Perhaps like no other item, face masks have come to be the universal symbol of this global pandemic we are somehow still in. Many are looking forward to the day when they will finally be able to rip them off for good – but what if we just kept them?

Thinking back to the start of the pandemic, I almost feel like a grandpa reminiscing about tales from his long-lost youth while sitting next to a fireside.

But when I do that, one of the many things that comes to mind is the initial scepticism a lot of people in our western countries had against the use of face masks. Even renowned scientific bodies, such as Germany's Robert Koch Institute, stated on several occasions during the first few months that masking up would not really do anything against the spread of this novel coronavirus.

Fast forward almost two years and there is no longer any doubt that wearing masks has been one of the most effective measures in the fight against the pandemic. We could look at this issue from a post-colonial perspective and discuss how a residual arrogance from past imperial ambitions still very much engrained in our societies most likely played a part in this early scepticism against a measure that was already widely accepted in many Asian countries at the time – but, for this article, I wanted to share a bit more of a personal opinion.

Masks: The official logo of the Covid-19 pandemic

The pandemic is somewhat of an abstract concept and, as we have seen with some politicians and certain shouty people in the streets, getting angry at a virus is not really of any use.

Masks, on the other hand, are very tangible and the numerous pictograms illustrating the obligation to wear them have become somewhat of a "symbol" for the pandemic.

In fact, masks are seen as so intrinsically linked to the pandemic that for many, the day we are no longer obligated to wear them is seen as a "freedom day" – which some countries seem to have celebrated a bit early, to put it lightly…

And in many ways, I understand that feeling. Not only have masks become the physical stand-in for everything this invisible virus has put us through, but by obstructing large parts of our faces, they have had a substantial impact on our social interactions.

Some say that they miss seeing people smile – although to those folks, I put the question: Where do you live that people are smiling all the time? Certainly not Luxembourg, that's for sure… The one group of people that I really feel for, however, includes those of us that rely on sign language to communicate.

Facial expressions and, to a certain extent, lip reading are a big part of sign language and masks have undoubtedly made this way of communicating a lot more difficult for an already disadvantaged group.

So, if you are one of those who cannot wait to get rid of your backlog of masks that are bursting out of every nook and cranny of your home: I get it. I really do. But now let me try and explain to you why I think we should keep these little pieces of fabric.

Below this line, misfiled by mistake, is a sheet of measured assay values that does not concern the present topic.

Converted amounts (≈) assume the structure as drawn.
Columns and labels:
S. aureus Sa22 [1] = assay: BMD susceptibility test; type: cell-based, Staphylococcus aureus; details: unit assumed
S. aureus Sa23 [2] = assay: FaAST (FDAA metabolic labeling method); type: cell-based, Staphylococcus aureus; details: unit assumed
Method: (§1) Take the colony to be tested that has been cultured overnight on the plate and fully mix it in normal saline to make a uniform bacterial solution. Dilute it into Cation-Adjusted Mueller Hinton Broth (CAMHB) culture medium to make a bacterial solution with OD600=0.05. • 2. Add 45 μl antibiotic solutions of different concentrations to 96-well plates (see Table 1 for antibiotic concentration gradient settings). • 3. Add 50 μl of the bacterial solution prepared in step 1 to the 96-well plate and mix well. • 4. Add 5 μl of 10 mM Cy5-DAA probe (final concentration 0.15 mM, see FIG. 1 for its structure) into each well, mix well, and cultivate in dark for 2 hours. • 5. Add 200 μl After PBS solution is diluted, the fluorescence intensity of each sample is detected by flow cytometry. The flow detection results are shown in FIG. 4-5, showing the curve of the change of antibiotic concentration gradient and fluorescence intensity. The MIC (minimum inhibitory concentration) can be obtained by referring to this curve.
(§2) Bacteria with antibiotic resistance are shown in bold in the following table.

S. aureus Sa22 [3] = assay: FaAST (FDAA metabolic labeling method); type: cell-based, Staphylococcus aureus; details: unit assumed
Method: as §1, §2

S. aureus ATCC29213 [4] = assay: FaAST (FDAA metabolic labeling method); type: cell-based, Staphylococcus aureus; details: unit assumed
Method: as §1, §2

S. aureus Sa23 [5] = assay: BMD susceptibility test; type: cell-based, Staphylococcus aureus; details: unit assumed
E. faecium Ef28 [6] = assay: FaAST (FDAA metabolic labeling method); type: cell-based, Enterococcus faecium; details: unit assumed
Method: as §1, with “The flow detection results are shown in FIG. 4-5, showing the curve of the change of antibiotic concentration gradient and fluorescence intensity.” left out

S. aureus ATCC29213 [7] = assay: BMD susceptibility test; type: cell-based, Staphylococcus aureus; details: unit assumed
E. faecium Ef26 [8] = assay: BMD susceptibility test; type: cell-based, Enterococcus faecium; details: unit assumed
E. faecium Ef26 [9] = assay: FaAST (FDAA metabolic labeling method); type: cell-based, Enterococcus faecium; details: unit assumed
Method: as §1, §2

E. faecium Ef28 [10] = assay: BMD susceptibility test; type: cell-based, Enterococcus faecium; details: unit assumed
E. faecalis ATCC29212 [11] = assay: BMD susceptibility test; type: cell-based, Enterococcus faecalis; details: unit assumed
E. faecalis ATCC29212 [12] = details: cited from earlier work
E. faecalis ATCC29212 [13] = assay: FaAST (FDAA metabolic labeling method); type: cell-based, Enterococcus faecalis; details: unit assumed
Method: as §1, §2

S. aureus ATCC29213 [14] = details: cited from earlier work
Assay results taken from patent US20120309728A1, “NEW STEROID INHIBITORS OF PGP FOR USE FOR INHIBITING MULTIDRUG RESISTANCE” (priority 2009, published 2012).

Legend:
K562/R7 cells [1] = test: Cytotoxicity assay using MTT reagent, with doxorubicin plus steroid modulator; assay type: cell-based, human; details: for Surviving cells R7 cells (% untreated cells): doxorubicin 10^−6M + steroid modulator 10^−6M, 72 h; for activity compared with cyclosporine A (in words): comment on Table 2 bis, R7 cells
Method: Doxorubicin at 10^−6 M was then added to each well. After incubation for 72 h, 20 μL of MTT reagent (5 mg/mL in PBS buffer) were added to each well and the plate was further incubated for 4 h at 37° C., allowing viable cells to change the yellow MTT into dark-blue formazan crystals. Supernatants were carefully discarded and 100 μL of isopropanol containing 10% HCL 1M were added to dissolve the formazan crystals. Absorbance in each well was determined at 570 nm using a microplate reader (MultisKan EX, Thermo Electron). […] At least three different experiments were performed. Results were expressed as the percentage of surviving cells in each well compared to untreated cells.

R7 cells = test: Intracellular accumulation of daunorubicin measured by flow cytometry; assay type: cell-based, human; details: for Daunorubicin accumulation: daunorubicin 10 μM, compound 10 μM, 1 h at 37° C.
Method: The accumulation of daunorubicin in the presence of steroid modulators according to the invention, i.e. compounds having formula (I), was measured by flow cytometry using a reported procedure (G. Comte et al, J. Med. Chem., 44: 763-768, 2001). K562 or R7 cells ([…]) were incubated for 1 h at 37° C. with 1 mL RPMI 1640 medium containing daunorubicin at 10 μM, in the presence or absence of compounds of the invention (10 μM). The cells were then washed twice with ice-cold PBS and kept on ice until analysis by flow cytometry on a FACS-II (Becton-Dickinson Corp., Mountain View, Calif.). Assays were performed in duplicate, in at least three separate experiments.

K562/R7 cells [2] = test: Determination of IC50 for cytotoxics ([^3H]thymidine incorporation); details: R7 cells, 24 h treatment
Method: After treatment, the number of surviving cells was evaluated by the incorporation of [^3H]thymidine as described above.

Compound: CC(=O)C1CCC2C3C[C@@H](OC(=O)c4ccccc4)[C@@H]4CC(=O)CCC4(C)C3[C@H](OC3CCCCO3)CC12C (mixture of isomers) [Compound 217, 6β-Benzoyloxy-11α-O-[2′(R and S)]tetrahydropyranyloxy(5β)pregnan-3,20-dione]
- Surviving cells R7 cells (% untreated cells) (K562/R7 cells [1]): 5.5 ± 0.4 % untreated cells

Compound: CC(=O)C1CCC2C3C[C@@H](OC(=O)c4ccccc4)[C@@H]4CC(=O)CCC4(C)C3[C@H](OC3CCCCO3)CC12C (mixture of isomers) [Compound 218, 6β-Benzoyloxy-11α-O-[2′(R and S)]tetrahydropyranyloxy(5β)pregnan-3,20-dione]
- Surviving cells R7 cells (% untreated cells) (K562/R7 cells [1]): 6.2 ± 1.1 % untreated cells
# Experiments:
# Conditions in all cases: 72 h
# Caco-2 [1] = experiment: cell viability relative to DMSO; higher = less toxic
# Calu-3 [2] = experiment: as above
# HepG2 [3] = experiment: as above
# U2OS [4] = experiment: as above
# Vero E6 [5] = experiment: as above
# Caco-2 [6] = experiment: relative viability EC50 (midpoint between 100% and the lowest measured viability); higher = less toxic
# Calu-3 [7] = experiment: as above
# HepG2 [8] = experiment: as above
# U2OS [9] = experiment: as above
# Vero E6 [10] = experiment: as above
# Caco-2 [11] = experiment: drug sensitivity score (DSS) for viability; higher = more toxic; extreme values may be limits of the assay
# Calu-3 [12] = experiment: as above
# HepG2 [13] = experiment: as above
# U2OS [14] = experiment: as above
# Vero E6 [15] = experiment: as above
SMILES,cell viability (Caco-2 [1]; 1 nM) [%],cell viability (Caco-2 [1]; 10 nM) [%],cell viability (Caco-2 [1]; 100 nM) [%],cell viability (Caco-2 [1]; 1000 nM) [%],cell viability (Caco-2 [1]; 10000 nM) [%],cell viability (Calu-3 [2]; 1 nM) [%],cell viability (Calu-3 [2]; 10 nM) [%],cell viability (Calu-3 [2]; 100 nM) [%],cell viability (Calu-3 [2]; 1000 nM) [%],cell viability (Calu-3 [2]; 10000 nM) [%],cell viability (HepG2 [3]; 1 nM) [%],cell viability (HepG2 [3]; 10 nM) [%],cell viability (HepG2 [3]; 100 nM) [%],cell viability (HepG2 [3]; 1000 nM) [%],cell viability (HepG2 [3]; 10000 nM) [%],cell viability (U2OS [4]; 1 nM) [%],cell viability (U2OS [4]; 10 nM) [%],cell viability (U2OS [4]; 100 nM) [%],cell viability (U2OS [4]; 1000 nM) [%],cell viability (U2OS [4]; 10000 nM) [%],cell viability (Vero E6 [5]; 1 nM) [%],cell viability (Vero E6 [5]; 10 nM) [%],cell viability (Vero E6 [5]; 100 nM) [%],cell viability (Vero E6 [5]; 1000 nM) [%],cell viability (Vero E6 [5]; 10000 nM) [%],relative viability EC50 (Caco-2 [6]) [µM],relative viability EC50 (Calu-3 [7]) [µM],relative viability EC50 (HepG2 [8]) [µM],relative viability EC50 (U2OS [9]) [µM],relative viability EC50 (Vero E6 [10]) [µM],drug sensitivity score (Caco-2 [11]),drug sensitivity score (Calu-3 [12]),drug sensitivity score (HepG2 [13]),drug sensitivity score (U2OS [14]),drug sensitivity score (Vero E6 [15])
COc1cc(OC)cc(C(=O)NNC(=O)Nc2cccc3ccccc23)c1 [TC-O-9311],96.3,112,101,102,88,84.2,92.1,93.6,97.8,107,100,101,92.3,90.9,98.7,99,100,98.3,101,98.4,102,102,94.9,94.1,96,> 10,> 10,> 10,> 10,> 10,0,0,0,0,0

Not without my mask!

It was mainly during the past few weeks that I really noticed how much I appreciate my masks. A while ago, I switched out all of my surgical masks for FFP2 masks (something which you should consider too, if you can, especially with Omicron on the rise) and it has completely changed the mask game for me.

As someone who wears glasses, the surgical masks were always a bit of a hassle. Just one tiny gap that wasn't sealed properly, and I had to live in the eternal fog of my own exhalation for the rest of the day. With the FFP2s, this is no longer a problem, as they provide a tighter fit and don't shift around as much.

Even though Luxembourg does not obligate its residents to wear masks outside, I found myself almost automatically putting on my mask as soon as I stepped outside. In the freezing temperatures we have had recently, there is a certain comfort in putting on an additional face covering, I find.

And getting back to masks affecting our social interactions, I have to say that this experience has actually been mostly positive for me. Masks add an additional layer of privacy that I have personally come to really appreciate. Granted, I am a quite socially awkward and introverted person, so I understand if some of you more outgoing folk don't share that experience. But as far as I am concerned, I have actually felt more comfortable talking to people while wearing masks.

I will concede on one point, however: masks are incredibly annoying to wear in summer. Even I won't pretend otherwise.

So, with that in mind, here is my proposal: If that magical day finally comes, and we are told that the pandemic is considered "over", I am happy for us to ditch the masks in summer. But when autumn and winter roll around, why don't we make it a habit to grab our masks alongside our scarves?

The industrial requirements for mass production have been created. The market is there. And now we all know that masks are incredibly effective at limiting the spread of airborne diseases. Coronavirus aside, do you know what an absolute joy it has been not to catch a cold all winter?

In that sense, let's up our hygiene game permanently and stick to an objectively good habit, even when it will one day no longer be legally mandated. I think we will be better off for it…